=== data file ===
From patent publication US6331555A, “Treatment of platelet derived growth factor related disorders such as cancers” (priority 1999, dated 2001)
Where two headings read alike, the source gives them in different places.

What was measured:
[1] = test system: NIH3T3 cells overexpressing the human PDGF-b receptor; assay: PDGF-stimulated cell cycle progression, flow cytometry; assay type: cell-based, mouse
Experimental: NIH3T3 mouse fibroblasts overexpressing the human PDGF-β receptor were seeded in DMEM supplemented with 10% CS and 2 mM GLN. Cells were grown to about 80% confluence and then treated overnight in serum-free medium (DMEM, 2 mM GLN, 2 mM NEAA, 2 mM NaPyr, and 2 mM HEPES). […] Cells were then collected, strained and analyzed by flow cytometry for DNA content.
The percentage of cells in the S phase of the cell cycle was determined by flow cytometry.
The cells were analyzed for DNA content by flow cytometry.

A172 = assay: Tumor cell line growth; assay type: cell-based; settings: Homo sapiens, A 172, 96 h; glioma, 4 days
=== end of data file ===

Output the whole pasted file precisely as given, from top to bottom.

From patent publication US6331555A, “Treatment of platelet derived growth factor related disorders such as cancers” (priority 1999, dated 2001)
Where two headings read alike, the source gives them in different places.

What was measured:
[1] = test system: NIH3T3 cells overexpressing the human PDGF-b receptor; assay: PDGF-stimulated cell cycle progression, flow cytometry; assay type: cell-based, mouse
Experimental: NIH3T3 mouse fibroblasts overexpressing the human PDGF-β receptor were seeded in DMEM supplemented with 10% CS and 2 mM GLN. Cells were grown to about 80% confluence and then treated overnight in serum-free medium (DMEM, 2 mM GLN, 2 mM NEAA, 2 mM NaPyr, and 2 mM HEPES). […] Cells were then collected, strained and analyzed by flow cytometry for DNA content.
The percentage of cells in the S phase of the cell cycle was determined by flow cytometry.
The cells were analyzed for DNA content by flow cytometry.

A172 = assay: Tumor cell line growth; assay type: cell-based; settings: Homo sapiens, A 172, 96 h; glioma, 4 days